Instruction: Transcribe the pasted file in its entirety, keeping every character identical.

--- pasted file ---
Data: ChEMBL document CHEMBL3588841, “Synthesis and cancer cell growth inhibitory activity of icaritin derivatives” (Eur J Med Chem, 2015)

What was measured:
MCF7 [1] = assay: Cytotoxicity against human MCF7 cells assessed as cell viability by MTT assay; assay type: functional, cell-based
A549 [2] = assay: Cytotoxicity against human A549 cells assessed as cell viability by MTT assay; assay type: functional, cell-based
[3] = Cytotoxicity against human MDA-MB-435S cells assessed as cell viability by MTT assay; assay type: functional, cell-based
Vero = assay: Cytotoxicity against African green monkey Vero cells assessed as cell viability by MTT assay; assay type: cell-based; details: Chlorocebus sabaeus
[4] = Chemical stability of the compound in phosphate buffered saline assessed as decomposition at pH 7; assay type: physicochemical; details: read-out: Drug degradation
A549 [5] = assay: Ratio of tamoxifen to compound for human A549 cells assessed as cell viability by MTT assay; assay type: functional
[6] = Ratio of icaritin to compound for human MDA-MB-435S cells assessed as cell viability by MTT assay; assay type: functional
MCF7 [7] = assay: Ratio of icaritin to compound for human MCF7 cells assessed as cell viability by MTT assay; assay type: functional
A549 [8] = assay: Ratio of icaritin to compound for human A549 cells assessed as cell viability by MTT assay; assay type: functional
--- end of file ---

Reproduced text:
Data: ChEMBL document CHEMBL3588841, “Synthesis and cancer cell growth inhibitory activity of icaritin derivatives” (Eur J Med Chem, 2015)

What was measured:
MCF7 [1] = assay: Cytotoxicity against human MCF7 cells assessed as cell viability by MTT assay; assay type: functional, cell-based
A549 [2] = assay: Cytotoxicity against human A549 cells assessed as cell viability by MTT assay; assay type: functional, cell-based
[3] = Cytotoxicity against human MDA-MB-435S cells assessed as cell viability by MTT assay; assay type: functional, cell-based
Vero = assay: Cytotoxicity against African green monkey Vero cells assessed as cell viability by MTT assay; assay type: cell-based; details: Chlorocebus sabaeus
[4] = Chemical stability of the compound in phosphate buffered saline assessed as decomposition at pH 7; assay type: physicochemical; details: read-out: Drug degradation
A549 [5] = assay: Ratio of tamoxifen to compound for human A549 cells assessed as cell viability by MTT assay; assay type: functional
[6] = Ratio of icaritin to compound for human MDA-MB-435S cells assessed as cell viability by MTT assay; assay type: functional
MCF7 [7] = assay: Ratio of icaritin to compound for human MCF7 cells assessed as cell viability by MTT assay; assay type: functional
A549 [8] = assay: Ratio of icaritin to compound for human A549 cells assessed as cell viability by MTT assay; assay type: functional